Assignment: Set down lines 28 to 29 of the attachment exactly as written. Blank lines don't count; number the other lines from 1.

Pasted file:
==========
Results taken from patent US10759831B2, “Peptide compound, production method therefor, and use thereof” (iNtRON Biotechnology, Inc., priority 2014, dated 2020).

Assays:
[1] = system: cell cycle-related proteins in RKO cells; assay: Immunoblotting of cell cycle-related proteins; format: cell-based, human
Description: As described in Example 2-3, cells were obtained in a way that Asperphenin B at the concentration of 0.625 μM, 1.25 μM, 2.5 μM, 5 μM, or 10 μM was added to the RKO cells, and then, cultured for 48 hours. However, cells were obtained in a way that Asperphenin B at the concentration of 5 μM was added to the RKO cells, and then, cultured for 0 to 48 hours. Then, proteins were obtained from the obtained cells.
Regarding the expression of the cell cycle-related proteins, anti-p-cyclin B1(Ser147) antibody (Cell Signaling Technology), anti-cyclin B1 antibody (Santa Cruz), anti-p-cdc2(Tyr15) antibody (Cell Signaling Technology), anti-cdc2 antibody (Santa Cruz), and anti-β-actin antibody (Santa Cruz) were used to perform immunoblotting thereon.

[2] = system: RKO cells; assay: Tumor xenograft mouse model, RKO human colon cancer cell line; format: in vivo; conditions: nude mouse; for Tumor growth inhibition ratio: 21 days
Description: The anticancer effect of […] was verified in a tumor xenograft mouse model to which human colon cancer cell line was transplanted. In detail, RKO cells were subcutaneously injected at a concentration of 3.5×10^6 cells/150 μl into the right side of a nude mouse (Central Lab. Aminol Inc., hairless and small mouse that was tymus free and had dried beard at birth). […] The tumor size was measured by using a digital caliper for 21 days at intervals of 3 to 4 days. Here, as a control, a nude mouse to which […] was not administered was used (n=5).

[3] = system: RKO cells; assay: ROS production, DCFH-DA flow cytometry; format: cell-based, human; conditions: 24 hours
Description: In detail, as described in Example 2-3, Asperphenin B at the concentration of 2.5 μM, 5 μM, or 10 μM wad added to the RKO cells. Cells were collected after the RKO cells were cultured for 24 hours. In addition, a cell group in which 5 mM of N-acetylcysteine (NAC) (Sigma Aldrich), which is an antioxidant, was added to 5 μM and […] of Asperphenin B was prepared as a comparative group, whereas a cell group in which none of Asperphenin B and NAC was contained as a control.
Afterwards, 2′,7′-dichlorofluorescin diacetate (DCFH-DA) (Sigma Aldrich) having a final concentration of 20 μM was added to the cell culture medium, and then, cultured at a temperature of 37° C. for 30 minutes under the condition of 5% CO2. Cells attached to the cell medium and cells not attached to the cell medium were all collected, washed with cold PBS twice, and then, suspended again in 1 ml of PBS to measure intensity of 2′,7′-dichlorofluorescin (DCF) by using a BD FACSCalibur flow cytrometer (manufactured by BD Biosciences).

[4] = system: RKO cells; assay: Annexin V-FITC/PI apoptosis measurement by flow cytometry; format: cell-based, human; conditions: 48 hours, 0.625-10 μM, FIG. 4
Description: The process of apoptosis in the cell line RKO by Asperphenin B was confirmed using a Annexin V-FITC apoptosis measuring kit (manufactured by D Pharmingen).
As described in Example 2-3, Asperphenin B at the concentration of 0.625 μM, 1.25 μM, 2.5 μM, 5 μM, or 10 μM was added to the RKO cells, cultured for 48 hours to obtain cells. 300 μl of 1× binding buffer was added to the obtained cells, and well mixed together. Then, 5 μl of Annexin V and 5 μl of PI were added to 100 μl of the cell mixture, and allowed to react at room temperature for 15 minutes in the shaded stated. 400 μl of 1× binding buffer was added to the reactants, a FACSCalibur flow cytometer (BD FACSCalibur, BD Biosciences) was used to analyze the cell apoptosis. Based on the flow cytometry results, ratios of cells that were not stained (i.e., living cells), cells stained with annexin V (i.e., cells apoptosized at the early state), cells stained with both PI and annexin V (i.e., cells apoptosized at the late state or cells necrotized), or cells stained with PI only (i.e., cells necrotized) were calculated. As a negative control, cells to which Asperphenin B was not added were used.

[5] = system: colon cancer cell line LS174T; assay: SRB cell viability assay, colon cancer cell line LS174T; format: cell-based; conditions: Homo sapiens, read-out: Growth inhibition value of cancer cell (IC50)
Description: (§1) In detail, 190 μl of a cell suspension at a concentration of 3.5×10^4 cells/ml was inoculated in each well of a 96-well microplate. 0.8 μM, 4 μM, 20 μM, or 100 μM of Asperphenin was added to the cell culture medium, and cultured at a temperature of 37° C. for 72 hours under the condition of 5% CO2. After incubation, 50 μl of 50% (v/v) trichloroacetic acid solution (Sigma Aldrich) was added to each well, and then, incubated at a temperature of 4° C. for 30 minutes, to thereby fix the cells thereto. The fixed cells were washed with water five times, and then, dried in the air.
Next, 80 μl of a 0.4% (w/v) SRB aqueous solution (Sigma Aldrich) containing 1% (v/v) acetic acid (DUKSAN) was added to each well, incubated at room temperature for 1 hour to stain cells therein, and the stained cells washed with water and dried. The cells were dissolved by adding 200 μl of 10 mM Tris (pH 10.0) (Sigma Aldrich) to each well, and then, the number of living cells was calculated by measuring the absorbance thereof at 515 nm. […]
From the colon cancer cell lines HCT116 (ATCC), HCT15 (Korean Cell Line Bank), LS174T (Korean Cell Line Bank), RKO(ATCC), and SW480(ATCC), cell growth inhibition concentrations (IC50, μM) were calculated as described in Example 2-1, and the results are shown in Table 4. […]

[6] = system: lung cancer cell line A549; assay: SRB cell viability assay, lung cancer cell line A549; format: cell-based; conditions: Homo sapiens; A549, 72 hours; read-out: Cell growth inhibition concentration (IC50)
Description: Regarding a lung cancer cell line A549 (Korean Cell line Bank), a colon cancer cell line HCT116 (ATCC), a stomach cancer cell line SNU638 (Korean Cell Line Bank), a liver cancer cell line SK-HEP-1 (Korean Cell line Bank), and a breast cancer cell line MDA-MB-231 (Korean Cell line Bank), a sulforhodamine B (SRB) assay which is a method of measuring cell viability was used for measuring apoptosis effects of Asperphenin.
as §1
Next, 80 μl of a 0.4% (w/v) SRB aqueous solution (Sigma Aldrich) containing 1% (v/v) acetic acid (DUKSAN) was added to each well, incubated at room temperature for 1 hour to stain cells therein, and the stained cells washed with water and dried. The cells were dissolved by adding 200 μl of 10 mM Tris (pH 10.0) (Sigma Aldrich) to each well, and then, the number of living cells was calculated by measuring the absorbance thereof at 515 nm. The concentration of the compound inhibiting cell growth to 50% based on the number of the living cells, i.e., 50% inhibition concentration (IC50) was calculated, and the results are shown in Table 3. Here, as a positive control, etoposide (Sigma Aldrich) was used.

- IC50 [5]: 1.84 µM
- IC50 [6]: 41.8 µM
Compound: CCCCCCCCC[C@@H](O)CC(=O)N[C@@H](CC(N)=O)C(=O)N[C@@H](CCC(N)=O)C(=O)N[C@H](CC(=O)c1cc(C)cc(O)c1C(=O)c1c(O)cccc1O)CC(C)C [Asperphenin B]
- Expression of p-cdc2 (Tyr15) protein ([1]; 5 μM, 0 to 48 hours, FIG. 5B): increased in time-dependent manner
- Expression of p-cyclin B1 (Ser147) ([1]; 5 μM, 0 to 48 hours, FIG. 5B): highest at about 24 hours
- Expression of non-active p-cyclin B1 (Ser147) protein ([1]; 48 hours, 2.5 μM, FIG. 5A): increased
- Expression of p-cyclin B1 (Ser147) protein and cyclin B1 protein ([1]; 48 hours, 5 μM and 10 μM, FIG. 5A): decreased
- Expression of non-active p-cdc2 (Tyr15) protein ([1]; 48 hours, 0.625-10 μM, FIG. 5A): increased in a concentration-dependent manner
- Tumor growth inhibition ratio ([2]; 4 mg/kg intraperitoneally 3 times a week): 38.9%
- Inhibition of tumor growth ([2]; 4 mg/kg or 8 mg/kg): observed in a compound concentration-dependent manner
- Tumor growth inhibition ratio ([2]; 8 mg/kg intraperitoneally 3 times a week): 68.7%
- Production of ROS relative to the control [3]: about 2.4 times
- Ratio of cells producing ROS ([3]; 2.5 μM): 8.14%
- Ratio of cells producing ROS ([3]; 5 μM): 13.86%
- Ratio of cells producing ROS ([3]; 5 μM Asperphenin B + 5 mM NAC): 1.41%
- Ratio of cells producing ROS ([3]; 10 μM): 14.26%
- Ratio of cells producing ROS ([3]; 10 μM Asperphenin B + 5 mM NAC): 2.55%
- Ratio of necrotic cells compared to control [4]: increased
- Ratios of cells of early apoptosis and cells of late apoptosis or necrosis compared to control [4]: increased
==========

- Expression of p-cyclin B1 (Ser147) protein and cyclin B1 protein ([1]; 48 hours, 5 μM and 10 μM, FIG. 5A): decreased
- Expression of non-active p-cdc2 (Tyr15) protein ([1]; 48 hours, 0.625-10 μM, FIG. 5A): increased in a concentration-dependent manner